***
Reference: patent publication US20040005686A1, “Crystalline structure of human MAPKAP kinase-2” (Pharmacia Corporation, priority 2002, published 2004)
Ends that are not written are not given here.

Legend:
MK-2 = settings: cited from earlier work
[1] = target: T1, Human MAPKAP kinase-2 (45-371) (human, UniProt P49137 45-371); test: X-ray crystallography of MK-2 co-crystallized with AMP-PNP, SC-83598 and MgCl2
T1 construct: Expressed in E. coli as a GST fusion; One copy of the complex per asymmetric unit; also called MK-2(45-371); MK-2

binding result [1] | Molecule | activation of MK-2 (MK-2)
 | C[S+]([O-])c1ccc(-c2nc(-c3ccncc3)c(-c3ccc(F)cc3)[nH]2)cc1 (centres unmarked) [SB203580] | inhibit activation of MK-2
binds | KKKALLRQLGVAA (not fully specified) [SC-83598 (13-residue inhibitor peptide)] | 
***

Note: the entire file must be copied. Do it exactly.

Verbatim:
Reference: patent publication US20040005686A1, “Crystalline structure of human MAPKAP kinase-2” (Pharmacia Corporation, priority 2002, published 2004)
Ends that are not written are not given here.

Legend:
MK-2 = settings: cited from earlier work
[1] = target: T1, Human MAPKAP kinase-2 (45-371) (human, UniProt P49137 45-371); test: X-ray crystallography of MK-2 co-crystallized with AMP-PNP, SC-83598 and MgCl2
T1 construct: Expressed in E. coli as a GST fusion; One copy of the complex per asymmetric unit; also called MK-2(45-371); MK-2

binding result [1] | Molecule | activation of MK-2 (MK-2)
 | C[S+]([O-])c1ccc(-c2nc(-c3ccncc3)c(-c3ccc(F)cc3)[nH]2)cc1 (centres unmarked) [SB203580] | inhibit activation of MK-2
binds | KKKALLRQLGVAA (not fully specified) [SC-83598 (13-residue inhibitor peptide)] | 